Over the past 18 months we have expended a significant amount of effort to improve the company’s capital structure to ensure that adequate liquidity was available to support our growth plans. The result of this work is that AMETEK has plenty of liquidity available and no significant debt maturities in 2009. At quarter end we had approximately $550 million of cash and credit facilities to fund our growth initiatives. Clearly liquidity is not an issue for AMETEK.

In summary, we continue to manage our cost structure and balance sheet effectively, maintaining a strong liquidity profile and positioning ourselves to navigate through the current economic downturn.

Bill Burke

That concludes our prepared remarks. We’d be happy to take questions now.

Question-and-Answer Session

Operator

(Operator Instructions) Your first question comes from Jim Lucas – Janney Montgomery Scott

Jim Lucas – Janney Montgomery Scott

Accounts payable in the quarter?

Bob Mandos

$204 million.

Jim Lucas – Janney Montgomery Scott

Switching gears to bigger picture one of the things that really jumped out in the quarter was the performance of EIG notwithstanding the flat core business which speaks to the acquisitions you made. Can you talk about the margin profile of the company given the busy acquisition campaign in 2008?

Frank Hermance

We’re actually very pleased with the margins of the company as I mentioned in the fourth quarter operating income margins was up 180 basis points so very, very strong performance. EIG was obviously the key contributor. In the fourth quarter in particular EIG had some strong mix in the portfolio but more importantly than that the cost improvements that we put in place earlier in the year had a very positive impact on EIG and that was a key factor in driving those margins. Now with the restructuring that we’ve put in place for next year we think our margin performance is going to hang in there pretty good.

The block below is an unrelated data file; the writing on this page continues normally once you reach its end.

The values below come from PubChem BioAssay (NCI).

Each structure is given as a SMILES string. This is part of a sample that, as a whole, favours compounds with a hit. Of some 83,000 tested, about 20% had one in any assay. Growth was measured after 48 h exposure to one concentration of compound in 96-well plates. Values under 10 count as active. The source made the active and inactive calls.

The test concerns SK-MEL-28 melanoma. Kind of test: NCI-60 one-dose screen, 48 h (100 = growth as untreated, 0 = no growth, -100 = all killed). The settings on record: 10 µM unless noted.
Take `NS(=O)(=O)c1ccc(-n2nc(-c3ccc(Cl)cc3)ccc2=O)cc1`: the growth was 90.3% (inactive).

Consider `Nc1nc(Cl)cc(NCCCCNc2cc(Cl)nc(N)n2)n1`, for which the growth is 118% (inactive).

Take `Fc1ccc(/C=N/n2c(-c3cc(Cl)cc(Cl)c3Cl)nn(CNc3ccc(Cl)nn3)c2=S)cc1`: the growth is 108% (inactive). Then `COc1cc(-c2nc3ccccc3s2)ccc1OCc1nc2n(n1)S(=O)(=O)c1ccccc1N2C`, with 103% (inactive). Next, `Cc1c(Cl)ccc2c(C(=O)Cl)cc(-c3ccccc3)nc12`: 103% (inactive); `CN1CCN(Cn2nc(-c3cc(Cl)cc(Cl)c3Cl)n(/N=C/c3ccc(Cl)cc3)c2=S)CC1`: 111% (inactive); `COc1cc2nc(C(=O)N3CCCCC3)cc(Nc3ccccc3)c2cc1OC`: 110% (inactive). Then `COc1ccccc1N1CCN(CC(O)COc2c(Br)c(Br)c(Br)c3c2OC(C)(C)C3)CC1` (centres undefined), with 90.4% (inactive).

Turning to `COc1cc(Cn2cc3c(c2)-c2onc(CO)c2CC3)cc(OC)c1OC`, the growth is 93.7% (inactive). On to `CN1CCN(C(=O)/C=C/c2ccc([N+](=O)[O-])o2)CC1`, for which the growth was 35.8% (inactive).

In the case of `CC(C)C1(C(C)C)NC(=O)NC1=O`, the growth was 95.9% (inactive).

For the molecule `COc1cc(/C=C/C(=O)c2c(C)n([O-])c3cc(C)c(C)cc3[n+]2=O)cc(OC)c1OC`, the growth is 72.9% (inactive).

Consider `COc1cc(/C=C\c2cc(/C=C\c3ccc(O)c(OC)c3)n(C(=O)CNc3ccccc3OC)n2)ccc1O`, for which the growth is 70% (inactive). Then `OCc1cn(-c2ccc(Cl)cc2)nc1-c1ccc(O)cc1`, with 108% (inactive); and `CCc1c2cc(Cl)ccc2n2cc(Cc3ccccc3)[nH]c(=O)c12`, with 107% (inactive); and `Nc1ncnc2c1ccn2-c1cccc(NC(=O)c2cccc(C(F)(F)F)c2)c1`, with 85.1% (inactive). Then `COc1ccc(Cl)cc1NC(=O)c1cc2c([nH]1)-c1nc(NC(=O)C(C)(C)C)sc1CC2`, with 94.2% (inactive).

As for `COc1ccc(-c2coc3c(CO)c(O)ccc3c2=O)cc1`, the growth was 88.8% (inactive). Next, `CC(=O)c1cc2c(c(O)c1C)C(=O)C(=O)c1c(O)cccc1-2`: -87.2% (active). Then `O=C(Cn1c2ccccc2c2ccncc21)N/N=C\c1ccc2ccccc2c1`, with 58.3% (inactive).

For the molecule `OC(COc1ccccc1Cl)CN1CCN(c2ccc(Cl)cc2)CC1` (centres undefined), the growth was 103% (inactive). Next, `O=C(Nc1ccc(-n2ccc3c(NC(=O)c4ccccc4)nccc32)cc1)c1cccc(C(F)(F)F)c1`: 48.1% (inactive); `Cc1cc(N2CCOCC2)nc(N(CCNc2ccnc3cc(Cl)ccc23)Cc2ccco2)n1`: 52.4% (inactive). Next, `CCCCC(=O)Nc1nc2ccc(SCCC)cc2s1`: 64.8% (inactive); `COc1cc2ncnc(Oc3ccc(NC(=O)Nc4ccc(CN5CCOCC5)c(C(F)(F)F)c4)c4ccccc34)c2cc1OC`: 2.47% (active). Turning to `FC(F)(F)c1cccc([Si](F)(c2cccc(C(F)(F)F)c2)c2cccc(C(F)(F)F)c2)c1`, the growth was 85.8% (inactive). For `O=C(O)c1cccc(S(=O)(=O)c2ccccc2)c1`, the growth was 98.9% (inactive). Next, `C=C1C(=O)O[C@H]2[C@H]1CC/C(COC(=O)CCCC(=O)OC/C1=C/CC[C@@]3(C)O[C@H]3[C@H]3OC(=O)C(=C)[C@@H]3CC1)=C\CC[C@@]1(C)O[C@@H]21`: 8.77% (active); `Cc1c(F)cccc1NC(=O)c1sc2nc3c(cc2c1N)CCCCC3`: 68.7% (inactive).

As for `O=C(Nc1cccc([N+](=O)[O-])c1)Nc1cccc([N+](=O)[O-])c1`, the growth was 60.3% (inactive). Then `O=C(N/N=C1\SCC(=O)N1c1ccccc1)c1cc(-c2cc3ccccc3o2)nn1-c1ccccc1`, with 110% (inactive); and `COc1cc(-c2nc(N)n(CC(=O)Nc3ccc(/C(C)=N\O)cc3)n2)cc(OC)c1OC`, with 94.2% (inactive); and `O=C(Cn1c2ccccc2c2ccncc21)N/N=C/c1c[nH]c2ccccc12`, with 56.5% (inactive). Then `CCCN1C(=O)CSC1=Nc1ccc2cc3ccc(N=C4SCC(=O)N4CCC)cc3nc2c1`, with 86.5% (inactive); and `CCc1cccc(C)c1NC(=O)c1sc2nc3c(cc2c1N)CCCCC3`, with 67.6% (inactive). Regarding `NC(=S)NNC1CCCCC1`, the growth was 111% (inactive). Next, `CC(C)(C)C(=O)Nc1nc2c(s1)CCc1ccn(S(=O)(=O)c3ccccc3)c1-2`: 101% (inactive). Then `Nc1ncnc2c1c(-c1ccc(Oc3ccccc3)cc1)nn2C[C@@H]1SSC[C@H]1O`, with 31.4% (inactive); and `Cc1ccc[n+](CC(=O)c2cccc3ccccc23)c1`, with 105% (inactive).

Jim Lucas – Janney Montgomery Scott

Taking a look at the longer cycle businesses can you speak to what you’re seeing, how they exited the year. You talked about orders being down 10% but in particular one of the focuses lately at least from a lot of questions from investors is on the process side in particular. It might be helpful to maybe walk us through where exactly the AMETEK exposure is on the process side. Likewise within aerospace if you can comment about the mix and what you’re seeing there particularly in light of Cessna’s news yesterday.

Frank Hermance

Why don’t I walk through both the aerospace part of the business and the process part of the business and give you a flavor for what happened in Q4 and how we see 2009. In aerospace those markets remain healthy yet their not as robust as last year. If you look at the military side of our business which for all of aerospace is roughly half of the business, due to our focus on helicopters coupled with numerous military retrofit and upgrade programs as well as our focus on electronic cooling our military markets remain strong and are expected to be strong in 2009.

I noticed this morning in the Wall Street that L-3 and Raytheon are talking about very strong performance in 2009 which was encouraging to me because it supported our feeling that military is going to be good.